Jason Lindsey is an accomplished photographer who also shoots motion and film work. His short film, Pray for the Soul of Thomas Gage, recently got into the Freaky Creek Film Festival and should be appearing at several other film festivals in the near future.
Have you entered into motion work to expand the services you can offer to potential clients or for creative reasons?
I started shooting it for Creative Reasons. I have always been interested in it and had actually started shooting motion about 2 years before DSLRs had the capabilities.
How long were you interested in motion work before you decided to begin shooting motion?
I took a few film history classes in college and loved it then. I was also a motion designer for a PBS station and worked on several documentaries right out of college.
Have you experienced increased pressure in recent years to produce motion work over still?
I would not say increased pressure but my clients are very interested in it and love that it is an option now.
Do you feel the added emphasis on motion is a positive or negative change for photographers?
I like it and don't see it as pressure. I do not think it is something a photographer has to do and in fact if they feel pressure like they have to do it then they probably should not. I think you need to have a passion for it in order to be successful.
What are the most difficult aspects of transitioning from photography into motion?
I think the technical stuff is pretty easy now days with the web. I think it is in understanding that the story trumps all in motion. You need to develop story telling skills. I find that very intriguing and it is influencing my still photography as well. I think it is making me a better still photographer.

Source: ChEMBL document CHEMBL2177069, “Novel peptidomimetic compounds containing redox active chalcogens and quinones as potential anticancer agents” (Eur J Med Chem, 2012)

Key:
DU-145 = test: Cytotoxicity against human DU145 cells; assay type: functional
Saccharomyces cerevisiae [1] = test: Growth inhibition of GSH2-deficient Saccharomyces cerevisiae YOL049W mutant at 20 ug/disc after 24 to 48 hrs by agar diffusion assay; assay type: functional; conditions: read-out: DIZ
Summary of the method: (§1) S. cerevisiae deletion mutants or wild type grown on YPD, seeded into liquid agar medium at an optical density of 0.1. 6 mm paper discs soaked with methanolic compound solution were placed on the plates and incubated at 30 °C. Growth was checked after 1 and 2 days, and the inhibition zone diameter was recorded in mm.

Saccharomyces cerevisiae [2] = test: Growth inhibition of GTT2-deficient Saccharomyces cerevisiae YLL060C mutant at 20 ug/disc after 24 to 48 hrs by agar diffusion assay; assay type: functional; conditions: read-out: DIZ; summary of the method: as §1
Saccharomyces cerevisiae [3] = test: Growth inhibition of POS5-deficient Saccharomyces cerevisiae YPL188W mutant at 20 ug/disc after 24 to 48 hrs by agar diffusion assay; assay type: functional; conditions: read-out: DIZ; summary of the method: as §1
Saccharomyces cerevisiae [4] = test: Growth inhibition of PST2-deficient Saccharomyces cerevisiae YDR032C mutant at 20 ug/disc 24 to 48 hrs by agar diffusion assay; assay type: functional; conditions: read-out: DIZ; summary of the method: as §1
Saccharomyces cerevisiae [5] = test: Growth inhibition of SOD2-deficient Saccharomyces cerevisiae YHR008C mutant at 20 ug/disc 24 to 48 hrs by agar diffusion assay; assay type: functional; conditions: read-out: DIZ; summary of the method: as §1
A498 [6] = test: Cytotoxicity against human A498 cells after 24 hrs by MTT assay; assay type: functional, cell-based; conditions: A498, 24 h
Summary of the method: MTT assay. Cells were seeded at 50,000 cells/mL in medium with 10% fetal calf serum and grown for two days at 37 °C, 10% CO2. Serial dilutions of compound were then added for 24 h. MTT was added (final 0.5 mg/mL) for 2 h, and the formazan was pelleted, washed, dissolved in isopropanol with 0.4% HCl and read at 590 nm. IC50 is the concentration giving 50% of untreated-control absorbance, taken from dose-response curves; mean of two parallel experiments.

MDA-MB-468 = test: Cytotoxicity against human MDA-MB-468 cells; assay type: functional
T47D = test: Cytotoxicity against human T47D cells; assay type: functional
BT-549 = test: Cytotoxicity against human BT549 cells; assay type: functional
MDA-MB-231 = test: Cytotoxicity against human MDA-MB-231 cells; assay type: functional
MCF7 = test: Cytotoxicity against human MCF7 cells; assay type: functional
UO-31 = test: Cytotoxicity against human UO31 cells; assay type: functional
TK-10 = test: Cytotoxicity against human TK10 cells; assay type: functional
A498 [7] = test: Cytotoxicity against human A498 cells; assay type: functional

How does your general approach to a project differ between motion and still work?
I guess I approach them about the same but I find that the agencies/clients look to me to be involved in developing the idea more and at an earlier stage. I really like that aspect of it. It reminds me of when I worked as an Art Director. I always loved the collaboration process.
How did the short film Thomas Gage develop? How were casting and sound decided?
I was in Ireland helping teach a photography class and we used the film to help teach DSLR filmmaking. The cast was decided based on who was available. Our guide was the story teller and played the music. We recorded the music in a very old Abbey. The rest of the cast are students from Lander University. It was an amazing experience working with the students and their professor, Jon Holloway.
What role do you plan on having with both still and motion work in the future? More emphasis on motion than photography? More short films, full length films?
I do not see myself doing less photography. I still love the magic of a still photo. I am not sure how things will play out between the Motion and Stills. I will definitely be doing more short films. It is a great creative outlet. Had a meeting this morning about several short film ideas. We are going to explore two or three ideas and see which ones work best.
As someone who's worked as both a director and cinematographer in motion, is there one role you prefer over the other?
Directing is more how a still photographer works. The still photographer is really like a Director/DP doing both directing and shooting. So I am used to working in that way. I enjoy the collaborative process of being the cinematographer with someone else directing. When you work with a director you have many opportunities to learn and see how someone else sees the world. It helps you to learn about how you see the world. So I am not sure I really sure because I enjoy both.
Take a look at Jason's short film, "Pray for the Soul of Thomas Gage".